You must have the following installed:

  • Node.js v10+
  • NPM v6+ (comes installed with newer Node versions)

Run npm install to install all dependencies from NPM.

Install twilio-cli with:

$ npm install -g twilio-cli

Login to the Twilio CLI. You will be prompted for your Account SID and Auth Token, both of which you can find on the dashboard of your Twilio console.

$ twilio login

Once successfully logged in, an API Key, a secret get created and stored in your keychain as the twilio-cli password in SKxxxx|secret format. Please make a note of these values to use them in the Server/.env file.

This app requires the Serverless plug-in. Install the CLI plugin with:

$ twilio plugins:install @twilio-labs/plugin-serverless

Before deploying, create a Server/.env by copying from Server/.env.example

$ cp Server/.env.example Server/.env

Update Server/.env with your Account SID, auth token, API Key and secret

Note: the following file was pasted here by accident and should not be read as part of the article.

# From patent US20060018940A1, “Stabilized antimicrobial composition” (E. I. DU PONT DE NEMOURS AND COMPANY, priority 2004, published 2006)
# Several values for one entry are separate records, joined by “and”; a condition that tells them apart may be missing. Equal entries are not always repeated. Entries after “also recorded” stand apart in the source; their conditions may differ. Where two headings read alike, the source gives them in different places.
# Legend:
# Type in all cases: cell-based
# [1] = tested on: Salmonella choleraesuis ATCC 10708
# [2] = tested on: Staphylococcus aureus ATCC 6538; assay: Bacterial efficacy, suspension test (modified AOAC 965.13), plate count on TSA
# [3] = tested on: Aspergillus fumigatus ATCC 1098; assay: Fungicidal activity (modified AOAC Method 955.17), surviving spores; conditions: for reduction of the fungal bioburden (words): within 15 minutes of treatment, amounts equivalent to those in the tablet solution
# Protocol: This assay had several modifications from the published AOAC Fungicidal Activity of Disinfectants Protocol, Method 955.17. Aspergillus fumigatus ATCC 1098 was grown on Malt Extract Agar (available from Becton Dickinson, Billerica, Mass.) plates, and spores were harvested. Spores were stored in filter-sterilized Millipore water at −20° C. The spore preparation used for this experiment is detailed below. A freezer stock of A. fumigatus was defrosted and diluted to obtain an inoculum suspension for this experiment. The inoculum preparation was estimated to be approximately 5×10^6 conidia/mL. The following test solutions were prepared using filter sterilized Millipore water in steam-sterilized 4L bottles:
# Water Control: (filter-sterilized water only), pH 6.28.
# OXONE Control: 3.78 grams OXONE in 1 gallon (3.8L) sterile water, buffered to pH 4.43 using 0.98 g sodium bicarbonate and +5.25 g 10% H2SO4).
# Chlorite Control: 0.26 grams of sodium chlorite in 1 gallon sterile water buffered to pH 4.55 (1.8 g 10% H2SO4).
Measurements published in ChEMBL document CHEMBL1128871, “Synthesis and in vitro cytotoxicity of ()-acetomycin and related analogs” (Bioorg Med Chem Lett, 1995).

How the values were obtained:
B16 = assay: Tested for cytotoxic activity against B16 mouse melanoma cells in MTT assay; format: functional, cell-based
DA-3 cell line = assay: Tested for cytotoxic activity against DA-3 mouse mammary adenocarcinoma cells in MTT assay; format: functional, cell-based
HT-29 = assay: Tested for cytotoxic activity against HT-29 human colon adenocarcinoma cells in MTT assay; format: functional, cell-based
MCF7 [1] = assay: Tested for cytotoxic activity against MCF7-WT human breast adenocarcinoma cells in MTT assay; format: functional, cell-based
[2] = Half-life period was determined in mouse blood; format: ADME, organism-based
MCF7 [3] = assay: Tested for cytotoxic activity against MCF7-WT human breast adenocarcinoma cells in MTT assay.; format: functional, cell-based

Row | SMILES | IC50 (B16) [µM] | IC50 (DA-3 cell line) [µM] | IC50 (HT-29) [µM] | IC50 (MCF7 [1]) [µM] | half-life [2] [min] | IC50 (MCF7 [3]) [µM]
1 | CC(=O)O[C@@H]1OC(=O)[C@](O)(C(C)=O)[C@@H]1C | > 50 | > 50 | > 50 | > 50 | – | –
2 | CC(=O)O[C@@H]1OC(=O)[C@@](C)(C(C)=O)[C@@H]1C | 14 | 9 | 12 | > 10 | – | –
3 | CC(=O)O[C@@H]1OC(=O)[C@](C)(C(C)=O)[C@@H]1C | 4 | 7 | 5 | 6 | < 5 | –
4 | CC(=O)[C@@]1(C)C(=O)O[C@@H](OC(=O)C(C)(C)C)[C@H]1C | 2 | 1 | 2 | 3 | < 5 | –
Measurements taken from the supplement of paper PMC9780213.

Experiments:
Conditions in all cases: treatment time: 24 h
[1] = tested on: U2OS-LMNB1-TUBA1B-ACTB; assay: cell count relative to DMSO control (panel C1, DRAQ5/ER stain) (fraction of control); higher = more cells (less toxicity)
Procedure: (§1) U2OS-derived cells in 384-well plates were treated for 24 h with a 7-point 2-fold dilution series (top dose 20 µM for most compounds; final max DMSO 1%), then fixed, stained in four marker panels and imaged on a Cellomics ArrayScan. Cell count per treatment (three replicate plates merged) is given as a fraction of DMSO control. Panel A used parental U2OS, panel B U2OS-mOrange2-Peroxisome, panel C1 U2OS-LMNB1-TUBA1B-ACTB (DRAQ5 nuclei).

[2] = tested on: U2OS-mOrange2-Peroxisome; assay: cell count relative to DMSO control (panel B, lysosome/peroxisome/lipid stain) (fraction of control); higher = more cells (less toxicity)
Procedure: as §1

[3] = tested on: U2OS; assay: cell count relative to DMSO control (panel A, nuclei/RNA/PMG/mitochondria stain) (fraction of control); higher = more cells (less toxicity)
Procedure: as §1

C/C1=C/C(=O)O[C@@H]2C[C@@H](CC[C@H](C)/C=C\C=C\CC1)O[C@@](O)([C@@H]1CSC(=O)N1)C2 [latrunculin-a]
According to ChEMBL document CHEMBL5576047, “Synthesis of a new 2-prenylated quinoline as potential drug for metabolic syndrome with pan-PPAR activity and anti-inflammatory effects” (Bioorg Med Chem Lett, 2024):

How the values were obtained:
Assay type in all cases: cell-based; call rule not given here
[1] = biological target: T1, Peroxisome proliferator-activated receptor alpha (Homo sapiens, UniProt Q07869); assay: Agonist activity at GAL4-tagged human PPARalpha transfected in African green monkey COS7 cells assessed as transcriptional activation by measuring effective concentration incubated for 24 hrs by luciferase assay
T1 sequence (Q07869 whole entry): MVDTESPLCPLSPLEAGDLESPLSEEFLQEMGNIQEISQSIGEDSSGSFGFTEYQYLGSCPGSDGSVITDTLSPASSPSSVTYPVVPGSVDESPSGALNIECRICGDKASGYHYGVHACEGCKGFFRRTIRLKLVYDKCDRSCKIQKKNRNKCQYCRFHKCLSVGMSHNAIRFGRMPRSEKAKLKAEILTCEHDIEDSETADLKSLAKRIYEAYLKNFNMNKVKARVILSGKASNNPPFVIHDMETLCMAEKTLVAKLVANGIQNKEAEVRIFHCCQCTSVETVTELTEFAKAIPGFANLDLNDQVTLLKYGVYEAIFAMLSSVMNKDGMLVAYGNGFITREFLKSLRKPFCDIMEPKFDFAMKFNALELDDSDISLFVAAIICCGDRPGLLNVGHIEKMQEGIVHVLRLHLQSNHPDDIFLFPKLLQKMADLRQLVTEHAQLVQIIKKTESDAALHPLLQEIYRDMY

ACCOUNT_SID=ACxxxx
AUTH_TOKEN=xxxxxx
API_KEY_SID=SKxxxx
API_SECRET=xxxxxx
APP_SID=APxxxx (available in step 3)
PUSH_CREDENTIAL_SID=CRxxxx (available in step 6)

The Server folder contains a basic server component which can be used to vend access tokens or generate TwiML response for making call to a number or another client. The app is deployed to Twilio Serverless with the serverless plug-in:

$ cd Server
$ twilio serverless:deploy

The server component that's baked into this quickstart is in Node.js. If you’d like to roll your own or better understand the Twilio Voice server side implementations, please see the list of starter projects in the following supported languages below: